It’s a space for me to be myself, to be at ease, connected and creative.
A garden can mean different things to different people. A place for a stroll and reflection, a space to create beauty and gather peace. A sanctuary to nurture, nourish and grow not just plants for food but to cultivate an attitude of respect and extending loving kindness.
Bhakti is a word describing the offering of service with love, which comes from the ancient spiritual language Sanskrit, which was spoken over 5,000 years ago. It is a language that is sung in various uplifting melodies. Bhakti-lata-bija is translated as the seed of devotion, likened to a devotional creeper that is cared for within the inner core of one’s heart. It is watered through spiritual practices, grown in the supportive association of likeminded souls. In the Vaisnava-Hare Krishna and Hindu traditions a special day of devotions is observed, twice a month on the waning and waxing moon phases, a day of fasting called Ekadasi.
On this auspicious day, engagement in the offering of devotional prayers, meditation and actions is increased and one’s bodily demands reduced by fasting from meals with beans and grains or choosing to take no meals at all. No meats, fish or eggs are taken on this day.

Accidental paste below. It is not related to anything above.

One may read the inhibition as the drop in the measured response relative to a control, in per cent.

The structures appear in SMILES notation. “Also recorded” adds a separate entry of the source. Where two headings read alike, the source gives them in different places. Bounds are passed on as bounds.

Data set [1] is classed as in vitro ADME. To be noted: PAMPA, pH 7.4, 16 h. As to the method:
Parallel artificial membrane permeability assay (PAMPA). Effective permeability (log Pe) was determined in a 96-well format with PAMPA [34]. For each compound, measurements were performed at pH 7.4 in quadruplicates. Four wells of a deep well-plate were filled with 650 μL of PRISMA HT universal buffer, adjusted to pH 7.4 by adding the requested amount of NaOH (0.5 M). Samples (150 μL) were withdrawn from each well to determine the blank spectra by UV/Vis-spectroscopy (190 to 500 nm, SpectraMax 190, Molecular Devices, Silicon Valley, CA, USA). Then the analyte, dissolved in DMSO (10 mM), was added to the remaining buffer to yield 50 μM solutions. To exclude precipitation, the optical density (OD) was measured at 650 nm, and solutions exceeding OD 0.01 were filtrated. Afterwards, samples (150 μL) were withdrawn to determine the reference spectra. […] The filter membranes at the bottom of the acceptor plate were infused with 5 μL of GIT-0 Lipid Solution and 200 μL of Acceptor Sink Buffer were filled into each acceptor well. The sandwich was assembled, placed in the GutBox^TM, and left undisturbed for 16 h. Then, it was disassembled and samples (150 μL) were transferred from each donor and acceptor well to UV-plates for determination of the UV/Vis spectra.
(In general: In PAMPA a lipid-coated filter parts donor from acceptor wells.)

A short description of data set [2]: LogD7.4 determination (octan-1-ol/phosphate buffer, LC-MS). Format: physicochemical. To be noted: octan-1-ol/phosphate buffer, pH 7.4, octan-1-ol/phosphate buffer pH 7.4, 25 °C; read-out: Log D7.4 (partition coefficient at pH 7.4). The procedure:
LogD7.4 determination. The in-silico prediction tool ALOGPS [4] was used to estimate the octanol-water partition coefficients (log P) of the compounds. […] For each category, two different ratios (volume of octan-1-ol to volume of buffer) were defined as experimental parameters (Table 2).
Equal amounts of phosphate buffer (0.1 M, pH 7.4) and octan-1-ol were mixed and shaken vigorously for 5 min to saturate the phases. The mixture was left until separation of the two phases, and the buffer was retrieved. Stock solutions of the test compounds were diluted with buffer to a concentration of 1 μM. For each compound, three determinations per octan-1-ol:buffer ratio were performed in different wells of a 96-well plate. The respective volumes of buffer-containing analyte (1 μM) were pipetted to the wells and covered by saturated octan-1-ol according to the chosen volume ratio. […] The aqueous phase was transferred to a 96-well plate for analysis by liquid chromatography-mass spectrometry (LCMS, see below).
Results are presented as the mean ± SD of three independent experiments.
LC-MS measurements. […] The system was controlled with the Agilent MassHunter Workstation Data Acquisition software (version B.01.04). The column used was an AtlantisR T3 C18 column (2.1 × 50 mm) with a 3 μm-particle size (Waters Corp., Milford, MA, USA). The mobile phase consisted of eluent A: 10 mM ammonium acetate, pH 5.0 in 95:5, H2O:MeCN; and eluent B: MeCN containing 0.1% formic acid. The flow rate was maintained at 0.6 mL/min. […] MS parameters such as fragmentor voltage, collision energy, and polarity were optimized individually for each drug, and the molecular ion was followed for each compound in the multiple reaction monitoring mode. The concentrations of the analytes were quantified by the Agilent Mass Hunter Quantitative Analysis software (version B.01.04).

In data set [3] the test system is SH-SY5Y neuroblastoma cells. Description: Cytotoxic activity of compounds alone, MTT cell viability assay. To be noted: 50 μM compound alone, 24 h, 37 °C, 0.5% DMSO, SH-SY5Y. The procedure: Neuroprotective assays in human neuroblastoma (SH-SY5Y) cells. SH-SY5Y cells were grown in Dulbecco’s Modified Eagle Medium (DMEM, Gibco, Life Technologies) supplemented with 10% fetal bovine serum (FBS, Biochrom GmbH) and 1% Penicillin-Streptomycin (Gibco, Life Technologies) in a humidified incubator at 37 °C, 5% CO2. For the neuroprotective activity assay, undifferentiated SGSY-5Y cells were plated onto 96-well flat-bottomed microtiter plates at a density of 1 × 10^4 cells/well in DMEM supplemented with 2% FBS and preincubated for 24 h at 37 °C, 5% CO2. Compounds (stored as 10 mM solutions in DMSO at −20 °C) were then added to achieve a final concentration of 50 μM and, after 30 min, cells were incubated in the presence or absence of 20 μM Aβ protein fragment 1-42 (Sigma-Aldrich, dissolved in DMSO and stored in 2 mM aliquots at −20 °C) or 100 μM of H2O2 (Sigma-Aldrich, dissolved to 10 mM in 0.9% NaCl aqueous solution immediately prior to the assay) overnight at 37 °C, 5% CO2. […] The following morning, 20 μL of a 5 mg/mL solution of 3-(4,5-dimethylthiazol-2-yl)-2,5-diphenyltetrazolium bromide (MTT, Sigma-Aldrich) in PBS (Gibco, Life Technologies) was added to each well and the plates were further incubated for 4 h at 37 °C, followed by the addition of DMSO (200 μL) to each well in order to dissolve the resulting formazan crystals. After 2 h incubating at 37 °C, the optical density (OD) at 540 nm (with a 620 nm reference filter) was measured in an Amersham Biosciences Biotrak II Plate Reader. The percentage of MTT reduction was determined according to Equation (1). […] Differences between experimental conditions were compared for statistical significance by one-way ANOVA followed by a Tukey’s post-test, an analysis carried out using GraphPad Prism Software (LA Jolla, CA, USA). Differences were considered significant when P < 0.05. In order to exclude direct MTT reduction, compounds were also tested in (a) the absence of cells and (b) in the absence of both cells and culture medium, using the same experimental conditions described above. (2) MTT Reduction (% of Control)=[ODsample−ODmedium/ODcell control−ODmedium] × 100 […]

Ekadasi day is a spiritual dynamic lifter of the natural kind boosting the spiritual growth of all who observe it, whatever spiritual tradition they practise. Ekadasi is a day to dance with the divine spirit that connects all living entities. Observing Ekadasi is an invitation to enter into a Garden of Bhakti, where there is an unlimited reservoir of divine love awaiting us in which to bathe, to uncover and nourish our soul-self and experience spiritual happiness and union.
Ekadasi can be a day of solitude, a retreat from our day-to-day activities, to study spiritual wisdom, dive deeply into prayerful acts of devotion, singing hymns or chants. Or it can be observed in community, sharing meals or inspirations.